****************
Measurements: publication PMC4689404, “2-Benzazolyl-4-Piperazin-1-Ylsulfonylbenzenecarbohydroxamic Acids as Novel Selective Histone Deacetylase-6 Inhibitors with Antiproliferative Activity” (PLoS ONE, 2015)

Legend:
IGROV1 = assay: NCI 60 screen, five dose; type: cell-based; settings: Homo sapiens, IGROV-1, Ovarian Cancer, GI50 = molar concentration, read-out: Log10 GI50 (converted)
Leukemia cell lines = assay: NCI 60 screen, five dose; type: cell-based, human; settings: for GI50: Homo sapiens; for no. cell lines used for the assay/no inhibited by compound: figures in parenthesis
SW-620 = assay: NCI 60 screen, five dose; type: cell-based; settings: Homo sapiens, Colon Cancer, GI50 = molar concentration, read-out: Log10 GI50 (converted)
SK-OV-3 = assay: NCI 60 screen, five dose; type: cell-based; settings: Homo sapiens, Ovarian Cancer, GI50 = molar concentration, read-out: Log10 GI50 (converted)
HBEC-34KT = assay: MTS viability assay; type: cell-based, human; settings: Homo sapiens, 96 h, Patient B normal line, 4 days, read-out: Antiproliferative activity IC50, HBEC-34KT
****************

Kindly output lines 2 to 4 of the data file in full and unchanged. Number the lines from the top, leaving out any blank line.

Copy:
Legend:
IGROV1 = assay: NCI 60 screen, five dose; type: cell-based; settings: Homo sapiens, IGROV-1, Ovarian Cancer, GI50 = molar concentration, read-out: Log10 GI50 (converted)
Leukemia cell lines = assay: NCI 60 screen, five dose; type: cell-based, human; settings: for GI50: Homo sapiens; for no. cell lines used for the assay/no inhibited by compound: figures in parenthesis